There are 2 ways of doing thisAlternatively, you could find it the same way you would convert the function into a single sine or cosine (but only do the amplitude related part);
Methods 1: Put in CAS, find max is 2 :P
Method 2: Find derivative
There are 2 ways of doing thisAlternatively, you could find it the same way you would convert the function into a single sine or cosine (but only do the amplitude related part);
Methods 1: Put in CAS, find max is 2 :P
Method 2: Find derivative
So the amplitude is given by;
Therefore max
D: what's the full reasoning behind that? I don't get it xD
It's not on the spesh course, but if two sinusoidal curves are in phase, they will sum to give another sinusoidal curve.Oh really? Oops. I just assumed it was because I had to learn it for my foundation maths (specialist equivalent) bridging unit for engineering.
D: what's the full reasoning behind that? I don't get it xDAlright, considering it's not on the course I'll just show you the reasoning for a bit of fun.
We got taught that in spesh last year :OThat's because you went to MHS :P
Would someone be able to show me how they would do this question?
I've done it but I feel as though my working is unconventional...
. Find in the form .
Thank you. :)
Would someone be able to show me how they would do this question?use double angle formula to find 1/1-2sin^2(pi/10) sub sin(pi/10) in and there you go. :)
I've done it but I feel as though my working is unconventional...
. Find in the form .
Thank you. :)
Can someone please show me how to do these two questions :
A body of mass 10 kg is attached to a second body of mass 14 kg by a light string passing over a smooth pulley attached to the edge of a horizontal table. The lighter body is on the table and the heavier body hangs vertically. The coefficient of friction between the lighter body and the table is 0.25. The system is held at rest by a horizontal force F applied to the lighter body. What is the least value of F for the body to be in limiting equilibrium?
4 A box of mass 4 kg lies on a level floor. The coefficient of friction between the floor and the box is 0.45. A horizontal force of 15 N is applied to the box. Show that the box does not move.
EDIT: Teewreck's given you the hints, but since I've made the diagram and typed all this out..., I'm going to post it anyway, although try with teewreck's hints before you have a look below.
First of all, diagrams are your best friend in this situation :)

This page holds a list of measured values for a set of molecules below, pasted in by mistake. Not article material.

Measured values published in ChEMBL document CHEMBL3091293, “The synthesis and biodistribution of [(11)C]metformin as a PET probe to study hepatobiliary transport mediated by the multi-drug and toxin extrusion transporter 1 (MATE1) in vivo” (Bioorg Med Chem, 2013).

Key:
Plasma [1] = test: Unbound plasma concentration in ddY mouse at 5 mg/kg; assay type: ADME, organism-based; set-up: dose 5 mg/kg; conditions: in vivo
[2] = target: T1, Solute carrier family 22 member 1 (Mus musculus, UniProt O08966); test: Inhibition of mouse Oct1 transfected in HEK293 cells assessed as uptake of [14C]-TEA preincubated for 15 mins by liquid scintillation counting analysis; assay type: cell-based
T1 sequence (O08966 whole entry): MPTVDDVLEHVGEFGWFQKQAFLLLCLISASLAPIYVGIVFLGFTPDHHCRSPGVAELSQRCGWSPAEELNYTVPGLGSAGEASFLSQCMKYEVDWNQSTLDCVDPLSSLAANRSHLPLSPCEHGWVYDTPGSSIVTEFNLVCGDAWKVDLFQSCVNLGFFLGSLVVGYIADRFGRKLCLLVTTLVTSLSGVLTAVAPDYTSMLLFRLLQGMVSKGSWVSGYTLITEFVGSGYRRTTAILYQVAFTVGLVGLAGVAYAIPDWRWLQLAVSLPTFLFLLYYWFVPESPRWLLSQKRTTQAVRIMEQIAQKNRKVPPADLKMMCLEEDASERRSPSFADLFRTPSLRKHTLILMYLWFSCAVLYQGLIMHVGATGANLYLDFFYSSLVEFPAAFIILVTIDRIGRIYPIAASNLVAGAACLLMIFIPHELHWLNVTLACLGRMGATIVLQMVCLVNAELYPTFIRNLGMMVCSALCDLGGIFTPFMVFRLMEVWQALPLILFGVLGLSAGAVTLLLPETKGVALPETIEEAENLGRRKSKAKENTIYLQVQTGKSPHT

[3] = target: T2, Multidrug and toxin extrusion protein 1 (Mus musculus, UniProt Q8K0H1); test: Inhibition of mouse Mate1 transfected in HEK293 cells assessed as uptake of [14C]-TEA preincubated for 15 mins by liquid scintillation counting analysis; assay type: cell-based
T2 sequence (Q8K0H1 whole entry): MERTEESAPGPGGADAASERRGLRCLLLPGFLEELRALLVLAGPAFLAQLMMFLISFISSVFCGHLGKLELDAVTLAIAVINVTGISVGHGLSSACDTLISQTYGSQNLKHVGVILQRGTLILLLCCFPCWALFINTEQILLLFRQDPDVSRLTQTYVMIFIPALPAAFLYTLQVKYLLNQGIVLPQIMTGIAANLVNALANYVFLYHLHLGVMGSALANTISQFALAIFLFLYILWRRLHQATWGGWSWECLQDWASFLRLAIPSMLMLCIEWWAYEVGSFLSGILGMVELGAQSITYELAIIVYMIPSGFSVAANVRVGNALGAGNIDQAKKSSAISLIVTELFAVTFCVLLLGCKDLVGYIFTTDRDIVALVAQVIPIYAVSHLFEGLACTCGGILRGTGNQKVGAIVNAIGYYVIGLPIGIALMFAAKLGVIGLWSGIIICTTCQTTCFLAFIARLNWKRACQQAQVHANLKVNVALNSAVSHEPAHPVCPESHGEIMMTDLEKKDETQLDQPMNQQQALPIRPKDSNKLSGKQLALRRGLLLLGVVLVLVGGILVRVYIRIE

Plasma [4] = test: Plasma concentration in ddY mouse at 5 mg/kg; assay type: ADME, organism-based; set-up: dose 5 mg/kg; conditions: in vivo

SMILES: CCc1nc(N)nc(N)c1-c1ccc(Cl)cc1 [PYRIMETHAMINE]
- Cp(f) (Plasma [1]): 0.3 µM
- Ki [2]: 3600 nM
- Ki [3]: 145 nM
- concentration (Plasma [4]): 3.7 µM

(http://i1082.photobucket.com/albums/j373/mclaren200800/dynamics-1.png)
Labelling all the forces, assuming that if block 2 were moving it would be moving downwards. We have a normal and weight force acting on block 1,as well as the force F that is to hold it in equlibirum and a frictional force. This frictional force will be in the opposite direction to which the block will travel. So block 1 will move to the right if its not held, so the fricitonal force is to the left. There is a weigth force acting on block 2, now there is also tension in the rope over the pulley.
So now we want it to be in limiting equilibirum, that is it is on the point of moving. So our net force on each block is 0 N.
The forces acting on block 2.
The forces acting on block 1 in the vertical direction.
The forces acting on block 1 in the horizontal direction.
For the second question, again draw a diagram out (including your forces). The key for this one is that if the force applied to the block is not greater than , then the block won't move.
I'm doing an extended response question for differential eqns and it asks for a prediction of a flock of emus after 5 yrs. I got 1296.42 but do i round up to 1297 or round down to 1296? The answers rounded down but i disagree as there is 0.42 of an emu left which can't just disappear...But then again you can't pull out 0.58 of an emu from no where :P With these kinds of questions you need to round down even if the decimal is larger than 0.5
Thanks
find the cartesian equation for: r(t)=2e^0.3t Cos(2t) i + 2e^0.3t Sin(2t) j
How on earth do you do this??
That would give the answer in terms of t though not x. wouldn't it?find the cartesian equation for: r(t)=2e^0.3t Cos(2t) i + 2e^0.3t Sin(2t) j
How on earth do you do this??
Then you use formula
That would give the answer in terms of t though not x. wouldn't it?find the cartesian equation for: r(t)=2e^0.3t Cos(2t) i + 2e^0.3t Sin(2t) j
How on earth do you do this??
Then you use formula
i wouldn't have realised too if i didn't try that earlier :PThat would give the answer in terms of t though not x. wouldn't it?find the cartesian equation for: r(t)=2e^0.3t Cos(2t) i + 2e^0.3t Sin(2t) j
How on earth do you do this??
Then you use formula
lol stupid Jenny
I'm thinking we write 2e^0.3t in term of x and y then equate them
Did you graph this parametric equation in CAS??? The graph looks like the spiral !!!I'm so sorry didn't mean to bother you. Thanks a lot though :D